Math 6 |
Middle School |
The American School in Japan
Teachers: Ginny Allen and Derrel Fincher
Course Materials: Connected Mathematics Unit
Textbooks and a variety of other materials.
Problem solving situations, which emphasize thinking, reasoning,
and communication, motivate the need for new mathematical skills
and ideas. Sixth-grade learners will solve such problems both individually
and in cooperative groups. The process of writing to explain their
thinking clarifies learners’ ideas and deepens understanding of
mathematical concepts. Course materials integrate manipulatives
Number Theory: Greatest common factor/least
common multiple, prime numbers, divisibility rules.
Number Sense: Whole numbers, fractions/ratio/proportion,
decimals, percents; deciding when to use pencil/paper, calculator,
estimation or mental math.
Measurement: Estimating, measuring,
discovering patterns to create formulas, area, perimeter, volume.
Data Analysis: Data gathering, surveys,
analyzing and presenting data, graphing, and making predictions.
Logic: patterns and logic problems.
Patterns, Functions, Algebra Concepts:
Generalizing and extending patterns, exponents, order of operations.
Note: The most important concepts and skills appear again
and again in different units. This allows learners to see topics
from many points of view, over a longer stretch of time. Computation
skills will be practiced regularly, however this class does not
emphasize speedy manipulation or rote memorization, but a deeper
understanding of mathematics.
Goals for Learners:
Positive Mathematical Attitude: Develops motivation,
curiosity, perseverance, risk-taking, flexibility, self-responsibility,
self-confidence, and an appreciation for mathematics and its connections
to the world around us.
Classroom Learning Behaviors: Comes prepared for
class, uses class time well, asks questions, shows desire to learn,
completes assignments carefully, uses math manipulatives responsibly,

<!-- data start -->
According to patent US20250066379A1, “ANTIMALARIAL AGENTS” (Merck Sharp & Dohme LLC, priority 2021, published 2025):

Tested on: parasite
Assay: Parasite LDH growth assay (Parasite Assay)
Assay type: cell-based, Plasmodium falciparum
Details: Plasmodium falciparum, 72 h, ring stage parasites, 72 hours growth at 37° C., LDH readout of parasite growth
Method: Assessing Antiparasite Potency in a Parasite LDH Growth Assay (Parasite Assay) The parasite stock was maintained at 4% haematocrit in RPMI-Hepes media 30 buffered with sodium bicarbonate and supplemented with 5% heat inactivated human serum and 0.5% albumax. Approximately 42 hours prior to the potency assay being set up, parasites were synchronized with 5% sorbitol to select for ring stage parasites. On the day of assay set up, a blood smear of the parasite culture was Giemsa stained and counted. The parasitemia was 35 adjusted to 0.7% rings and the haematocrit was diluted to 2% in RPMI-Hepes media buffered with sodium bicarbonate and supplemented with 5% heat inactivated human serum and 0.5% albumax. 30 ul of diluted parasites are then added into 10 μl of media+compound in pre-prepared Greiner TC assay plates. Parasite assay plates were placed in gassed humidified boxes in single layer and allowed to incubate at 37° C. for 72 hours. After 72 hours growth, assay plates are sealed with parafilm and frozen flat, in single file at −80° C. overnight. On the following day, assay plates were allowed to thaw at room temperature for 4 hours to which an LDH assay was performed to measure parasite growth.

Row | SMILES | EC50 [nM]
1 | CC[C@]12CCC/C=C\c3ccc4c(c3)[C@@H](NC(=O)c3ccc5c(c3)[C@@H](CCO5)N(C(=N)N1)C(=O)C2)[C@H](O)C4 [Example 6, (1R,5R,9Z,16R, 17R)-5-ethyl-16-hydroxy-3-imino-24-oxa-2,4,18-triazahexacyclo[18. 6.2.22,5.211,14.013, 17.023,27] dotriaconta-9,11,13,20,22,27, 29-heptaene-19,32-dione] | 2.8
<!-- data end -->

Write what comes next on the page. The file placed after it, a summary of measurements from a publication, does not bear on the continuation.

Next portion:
and demonstrates organizational skills.
Communications – Written and Oral: Shares solutions,
explains thinking, listens to others’ ideas, contributes to class
discussions, cooperates with group members, reflects on and clarifies
writing to make sure it makes sense, organizes work, uses manipulatives,
drawings, and graphs to model mathematical concepts.
Problem Solving: Shows persistence, uses more than
one approach, looks for patterns and relationships, and checks
for reasonableness of solutions.
Assessments: projects, tests, quizzes, write-ups,
and other performance tasks.
Problem-solving: stumpers, complex multi-day problems,
cooperative and individual problem solving, problems of the day,
Daily work: in-class work, homework, journal entries,
Learning dynamics: self-evaluation, quest for understanding,
communication, cooperation, desire for learning.
Materials Required for Class:
- Math journal
- Unit textbook
- Writing instrument
- Glue stick
- Small Ruler
- Colored pencils
- Colored markers
- Lined paper
- Homework typically takes 30-60 minutes between class sessions.
- All work must be shown for every assignment. In addition,
most assignments will require you to explain your thinking.
- It is your responsibility to get your assignments
when absent. They can be found on the Internet.
Please feel free to call or E-mail us about any concerns you
or your child may have. We encourage students to call at night if
they have questions about the homework assignment. They can find
the homework on our web site.
||0422-34-5300 ext. 642
||0422-34-5300 ext. 422
0422-31-0270 (before 9 p.m.)
042-362-4314 (before 9 p.m.)
Student’s Name:_________________ Date:_________________
Please sign below indicating that you have read and understood
the information contained in the course description (available from
the link on
Math6.net) and return this form to Ms. Allen or Mr. Fincher.
If you have any concerns or would like us to know anything about
your child's mathematics background, please email Mr. Fincher (email@example.com)
or Ms. Allen (firstname.lastname@example.org)